Innovative economic levers: a system for underwriting risk of practice change in cane-farming

Peter Thorburn

Led by: Dr Peter Thorburn, CSIRO


Project Summary

This project will enable reduced DIN exports from cane lands by developing and promoting a tested framework for commercial insurance businesses to underwrite risk of nitrogen practice change in sugarcane farming. We will work with insurance, other relevant businesses and, potentially, government to determine the methods and precision for assessing risk. We will then develop, in collaboration with insurance businesses, the sugarcane industry and government stakeholders, a technically sound and robust system where the negative impact of practice change on cane yield is distinguished from the year-to-year yield variability. We will pilot (and improve) this system with collaborating farmers, mills insurance businesses and, potentially, government in the wet tropics so that the framework can be operationalised by insurance businesses.


Project Publications
Final Report
Conference Presentation 1
Conference Presentation 2


Problem Statements


Discharge of DIN from sugarcane farms is a major threat to the GBR (Waterhouse et al., 2012; Kroon et al., 2016). The export of DIN from sugarcane farms is related to the application of N fertiliser in excess of the amount taken up by crops (i.e. the N surplus; Thorburn and Wilkinson, 2013). Thus there have been concerted efforts to change sugarcane farmers’ management of N fertiliser. To date these efforts have centred on the provision of incentives (e.g. Reef Rescue grants), the effectiveness of which has been arguably small and cost of which (relative to the abatement of DIN discharged achieved) has been demonstrably high (Rofle and Windle, 2016). New approaches to changing farmers’ management are required.

The application of N fertiliser in excess of crop needs is common in high value crops, including sugarcane. It is a rational response by farmers to (1) the uncertainty in crop growth and hence crop N requirements, and (2) the low cost of N fertiliser relative to income from crop yield. Sugarcane yields in GBR catchments are highly uncertain, i.e. yields can vary by +/-10% to 25% from year-toyear. The range arises because of the high climatic variability between years and the variable crop age (e.g. ∼8 to 18 months) and hence size at harvest (Thorburn et al., 2013). Thus, given the relatively low cost of N fertiliser, it makes sense for farmers to apply N at rates appropriate for a ‘big crop in a good year’: applying less N is seen by them as risking yield loss. Yield loss not only affects farmers, it is major concern to sugar milling businesses. However, there is considerable evidence that N applications to sugarcane cane be reduced with no discernible impact on yields (Schroeder et al., 2014). These results suggest that the risk of yield loss is being over-estimated by the sugarcane industry. Thus the question is how can the risk (real or perceived) of changing sugarcane management be overcome?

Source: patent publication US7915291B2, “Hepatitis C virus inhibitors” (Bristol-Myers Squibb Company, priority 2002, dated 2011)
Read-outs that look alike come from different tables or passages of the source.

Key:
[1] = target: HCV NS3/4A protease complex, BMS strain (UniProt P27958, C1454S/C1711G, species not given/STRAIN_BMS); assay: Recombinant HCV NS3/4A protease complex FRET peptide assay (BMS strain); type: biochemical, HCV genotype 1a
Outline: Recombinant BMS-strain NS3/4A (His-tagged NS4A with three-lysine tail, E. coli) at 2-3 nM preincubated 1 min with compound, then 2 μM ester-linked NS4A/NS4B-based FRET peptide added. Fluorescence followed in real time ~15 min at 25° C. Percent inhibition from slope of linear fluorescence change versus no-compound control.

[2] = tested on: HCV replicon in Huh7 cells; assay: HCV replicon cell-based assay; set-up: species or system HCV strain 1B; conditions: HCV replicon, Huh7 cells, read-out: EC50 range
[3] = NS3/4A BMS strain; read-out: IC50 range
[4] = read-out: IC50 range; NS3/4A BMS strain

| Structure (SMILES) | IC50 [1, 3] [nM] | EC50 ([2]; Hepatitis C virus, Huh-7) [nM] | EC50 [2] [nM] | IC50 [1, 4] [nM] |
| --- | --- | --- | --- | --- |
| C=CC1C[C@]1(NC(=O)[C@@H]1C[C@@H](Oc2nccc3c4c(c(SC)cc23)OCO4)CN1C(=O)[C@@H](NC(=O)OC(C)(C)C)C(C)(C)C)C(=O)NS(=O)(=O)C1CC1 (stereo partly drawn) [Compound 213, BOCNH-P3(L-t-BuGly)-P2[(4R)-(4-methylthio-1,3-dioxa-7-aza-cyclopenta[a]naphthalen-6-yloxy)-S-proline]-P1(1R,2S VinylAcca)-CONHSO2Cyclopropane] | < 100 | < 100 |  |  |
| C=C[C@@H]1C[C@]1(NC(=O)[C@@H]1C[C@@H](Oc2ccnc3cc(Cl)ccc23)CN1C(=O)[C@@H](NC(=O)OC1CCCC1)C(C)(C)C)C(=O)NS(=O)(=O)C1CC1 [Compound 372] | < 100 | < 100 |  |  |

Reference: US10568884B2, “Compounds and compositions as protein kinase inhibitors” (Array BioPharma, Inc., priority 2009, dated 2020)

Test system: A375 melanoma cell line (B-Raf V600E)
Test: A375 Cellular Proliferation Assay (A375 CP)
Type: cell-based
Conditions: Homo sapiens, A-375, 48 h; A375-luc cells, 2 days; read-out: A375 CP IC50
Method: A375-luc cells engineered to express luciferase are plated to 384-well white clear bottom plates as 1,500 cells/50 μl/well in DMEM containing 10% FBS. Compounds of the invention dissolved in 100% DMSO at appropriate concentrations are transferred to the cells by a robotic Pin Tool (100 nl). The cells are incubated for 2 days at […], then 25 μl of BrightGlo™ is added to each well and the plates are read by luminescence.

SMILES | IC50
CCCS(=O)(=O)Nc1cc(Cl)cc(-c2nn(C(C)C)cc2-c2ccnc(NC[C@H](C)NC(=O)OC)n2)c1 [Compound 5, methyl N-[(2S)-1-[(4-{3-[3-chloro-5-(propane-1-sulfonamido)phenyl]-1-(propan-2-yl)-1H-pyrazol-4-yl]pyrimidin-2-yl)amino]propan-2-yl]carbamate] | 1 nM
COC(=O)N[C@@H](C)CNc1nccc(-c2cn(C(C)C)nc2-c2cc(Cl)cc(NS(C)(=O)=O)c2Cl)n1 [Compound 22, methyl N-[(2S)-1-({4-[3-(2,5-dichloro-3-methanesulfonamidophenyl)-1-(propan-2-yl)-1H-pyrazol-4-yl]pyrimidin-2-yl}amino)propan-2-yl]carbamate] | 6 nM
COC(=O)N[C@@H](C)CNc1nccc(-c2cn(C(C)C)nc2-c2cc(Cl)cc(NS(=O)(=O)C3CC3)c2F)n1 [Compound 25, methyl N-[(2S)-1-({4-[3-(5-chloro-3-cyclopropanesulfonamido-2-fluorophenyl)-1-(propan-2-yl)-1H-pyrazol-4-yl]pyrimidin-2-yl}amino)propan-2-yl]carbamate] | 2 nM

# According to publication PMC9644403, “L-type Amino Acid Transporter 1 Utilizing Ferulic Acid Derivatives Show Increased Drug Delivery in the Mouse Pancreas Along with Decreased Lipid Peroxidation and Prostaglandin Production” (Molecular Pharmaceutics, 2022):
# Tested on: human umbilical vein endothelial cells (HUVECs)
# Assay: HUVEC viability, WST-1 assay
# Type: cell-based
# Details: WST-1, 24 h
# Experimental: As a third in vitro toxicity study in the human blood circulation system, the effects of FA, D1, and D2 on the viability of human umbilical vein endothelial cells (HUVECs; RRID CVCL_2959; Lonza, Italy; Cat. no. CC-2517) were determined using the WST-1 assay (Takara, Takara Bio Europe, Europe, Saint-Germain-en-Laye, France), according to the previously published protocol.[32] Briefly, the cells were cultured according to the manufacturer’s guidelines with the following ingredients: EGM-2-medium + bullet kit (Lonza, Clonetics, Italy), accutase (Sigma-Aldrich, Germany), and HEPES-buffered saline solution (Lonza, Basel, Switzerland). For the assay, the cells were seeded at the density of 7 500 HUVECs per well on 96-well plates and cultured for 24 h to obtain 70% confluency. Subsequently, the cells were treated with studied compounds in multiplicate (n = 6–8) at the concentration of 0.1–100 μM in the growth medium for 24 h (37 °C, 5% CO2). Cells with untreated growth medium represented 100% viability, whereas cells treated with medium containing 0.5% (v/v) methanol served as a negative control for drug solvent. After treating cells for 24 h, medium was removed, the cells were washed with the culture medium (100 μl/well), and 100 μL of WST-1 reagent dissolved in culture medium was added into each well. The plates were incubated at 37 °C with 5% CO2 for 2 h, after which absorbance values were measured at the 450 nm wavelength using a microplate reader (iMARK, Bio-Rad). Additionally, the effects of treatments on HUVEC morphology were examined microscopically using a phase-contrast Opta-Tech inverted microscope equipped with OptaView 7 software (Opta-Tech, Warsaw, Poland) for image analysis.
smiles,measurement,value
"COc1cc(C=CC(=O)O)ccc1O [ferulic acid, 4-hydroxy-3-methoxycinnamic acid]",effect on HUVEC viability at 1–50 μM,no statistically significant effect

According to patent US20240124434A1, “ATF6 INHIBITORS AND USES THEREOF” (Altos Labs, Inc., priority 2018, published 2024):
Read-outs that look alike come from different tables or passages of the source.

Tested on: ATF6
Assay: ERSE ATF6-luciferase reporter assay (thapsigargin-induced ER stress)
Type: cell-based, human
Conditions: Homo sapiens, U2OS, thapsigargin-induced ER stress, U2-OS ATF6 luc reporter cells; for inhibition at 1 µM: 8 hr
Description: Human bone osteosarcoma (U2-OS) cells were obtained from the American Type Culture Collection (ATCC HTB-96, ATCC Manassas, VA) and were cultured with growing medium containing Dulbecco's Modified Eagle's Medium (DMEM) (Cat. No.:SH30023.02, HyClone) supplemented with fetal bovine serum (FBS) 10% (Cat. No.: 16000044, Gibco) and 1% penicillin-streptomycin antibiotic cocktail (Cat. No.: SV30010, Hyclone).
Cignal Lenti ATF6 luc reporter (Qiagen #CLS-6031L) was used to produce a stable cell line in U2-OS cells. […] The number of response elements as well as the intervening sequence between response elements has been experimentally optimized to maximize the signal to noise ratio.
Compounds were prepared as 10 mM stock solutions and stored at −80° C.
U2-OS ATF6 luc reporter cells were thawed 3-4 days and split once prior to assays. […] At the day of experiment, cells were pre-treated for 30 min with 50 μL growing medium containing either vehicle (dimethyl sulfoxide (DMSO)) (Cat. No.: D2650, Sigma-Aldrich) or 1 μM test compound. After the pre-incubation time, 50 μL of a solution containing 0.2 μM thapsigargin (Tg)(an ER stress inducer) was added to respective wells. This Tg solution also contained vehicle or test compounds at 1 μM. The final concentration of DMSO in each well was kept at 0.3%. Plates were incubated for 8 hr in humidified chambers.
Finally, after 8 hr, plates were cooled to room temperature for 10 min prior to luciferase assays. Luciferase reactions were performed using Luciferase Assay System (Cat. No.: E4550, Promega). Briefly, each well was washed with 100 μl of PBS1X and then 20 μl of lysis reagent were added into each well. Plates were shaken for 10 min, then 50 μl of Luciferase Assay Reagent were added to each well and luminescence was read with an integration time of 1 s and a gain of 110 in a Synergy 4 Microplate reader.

How Research Addresses Problem

Underwriting risk is a way to overcome the barriers to changing sugarcane management. The only approach to changing sugarcane management currently in use involving amelioration of financial risk are Reef Trust Tenders, a reverse auction program where the Reef Trust ‘buys’ reduced N inputs to, and hence reduced DIN exports from, sugarcane farmers. Under this program farmers are paid an agreed price (the tendered price) regardless of the impact on production. In comparison, with an underwriting approach to risk management farmers are assured of compensation should their production fall after lowering fertiliser rates, but they are only compensated if that negative outcome occurs. This is thus a much more cost-effective means of achieving reduced N fertiliser application rates and DIN exports. In addition, underwriting risk does not develop a farmer dependency upon payment for adoption of beneficial practice changes (i.e. reduced N input costs and similar productivity) which occurs in processes where farmers get paid regardless of the outcome.

The concept of farmers insuring crops against an adverse outcome has recently started to expand in other farming systems in Australia. Insurance companies are now targeting grains farmers for multi-peril crop insurance (MPCI), with products that can cover a range of climate-related risks, such as hail, frost, drought and heat. There are complexities with developing MPCI policies. One of these is having robust benchmarks against which to assess the extent to which an outcome is adverse and not part of normal year-to-year variability. Another is ‘moral hazard’, where there could be circumstances in which the insurance encourages a farmer to withhold inputs to the crop once a trigger in a policy is reached. [A common example of this hazard is when the MPCI is linked to district average yield (which is common in overseas farming systems) and a farmer might stop controlling weeds and pests if the crop looks likely to be below the district average]. Thus the creation of an MPCI product for managing N fertiliser in sugarcane requires careful design with a range of stakeholders. These complexities are not unique to MPCI; the Reef Trust Tenders design had to have a robust biophysical underpinning and be cognisant of issues such as moral hazard.

Alignment with NESP Research Priorities

1d) Innovative approaches for using economic levers for achieving nutrient/sediment loss reductions and/or to encourage land use or practice change.


Project Keywords

Farm insurance; Underwriting risk; Nitrogen; Reverse tender; Sugarcane.


Project Funding

This project is jointly funded through CSIRO, CQU, JCU and the Australian Government’s National Environmental Science Programme.


Project Map

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